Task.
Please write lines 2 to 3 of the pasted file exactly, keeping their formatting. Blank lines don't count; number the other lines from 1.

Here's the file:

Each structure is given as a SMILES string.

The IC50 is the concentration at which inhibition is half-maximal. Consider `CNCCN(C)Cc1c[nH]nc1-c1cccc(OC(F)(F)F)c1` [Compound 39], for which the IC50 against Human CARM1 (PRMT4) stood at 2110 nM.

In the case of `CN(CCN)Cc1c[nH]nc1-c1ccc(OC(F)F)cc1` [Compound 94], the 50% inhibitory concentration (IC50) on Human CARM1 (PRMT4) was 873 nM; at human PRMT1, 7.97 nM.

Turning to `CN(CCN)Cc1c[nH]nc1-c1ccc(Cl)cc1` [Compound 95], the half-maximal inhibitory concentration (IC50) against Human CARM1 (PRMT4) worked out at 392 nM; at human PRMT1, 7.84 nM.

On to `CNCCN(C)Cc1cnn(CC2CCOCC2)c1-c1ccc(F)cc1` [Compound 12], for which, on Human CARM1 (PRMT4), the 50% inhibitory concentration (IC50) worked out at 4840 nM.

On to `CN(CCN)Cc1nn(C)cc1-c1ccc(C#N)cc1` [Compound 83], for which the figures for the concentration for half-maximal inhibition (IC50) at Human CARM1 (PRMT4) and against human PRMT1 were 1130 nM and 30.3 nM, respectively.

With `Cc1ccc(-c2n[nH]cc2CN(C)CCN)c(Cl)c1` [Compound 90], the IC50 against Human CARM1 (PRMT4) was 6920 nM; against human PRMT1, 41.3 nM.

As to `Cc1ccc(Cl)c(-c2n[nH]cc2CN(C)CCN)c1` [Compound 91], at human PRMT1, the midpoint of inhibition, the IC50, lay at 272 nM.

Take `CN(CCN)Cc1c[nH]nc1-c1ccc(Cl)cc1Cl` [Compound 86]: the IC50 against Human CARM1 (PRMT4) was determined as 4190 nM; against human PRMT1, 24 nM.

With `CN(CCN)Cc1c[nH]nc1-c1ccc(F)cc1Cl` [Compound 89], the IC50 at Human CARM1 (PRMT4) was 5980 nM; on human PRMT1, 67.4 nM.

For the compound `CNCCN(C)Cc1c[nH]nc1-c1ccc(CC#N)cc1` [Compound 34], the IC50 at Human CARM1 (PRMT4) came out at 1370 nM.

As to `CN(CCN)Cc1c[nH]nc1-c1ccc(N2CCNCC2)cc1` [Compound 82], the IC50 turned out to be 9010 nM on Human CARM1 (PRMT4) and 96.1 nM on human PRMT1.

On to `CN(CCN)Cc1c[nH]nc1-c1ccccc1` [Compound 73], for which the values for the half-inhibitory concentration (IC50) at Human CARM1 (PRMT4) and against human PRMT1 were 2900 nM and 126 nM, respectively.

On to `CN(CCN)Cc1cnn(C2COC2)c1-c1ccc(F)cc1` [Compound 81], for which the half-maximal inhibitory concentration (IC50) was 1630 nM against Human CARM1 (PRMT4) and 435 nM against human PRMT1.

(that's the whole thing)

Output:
The IC50 is the concentration at which inhibition is half-maximal. Consider `CNCCN(C)Cc1c[nH]nc1-c1cccc(OC(F)(F)F)c1` [Compound 39], for which the IC50 against Human CARM1 (PRMT4) stood at 2110 nM.

In the case of `CN(CCN)Cc1c[nH]nc1-c1ccc(OC(F)F)cc1` [Compound 94], the 50% inhibitory concentration (IC50) on Human CARM1 (PRMT4) was 873 nM; at human PRMT1, 7.97 nM.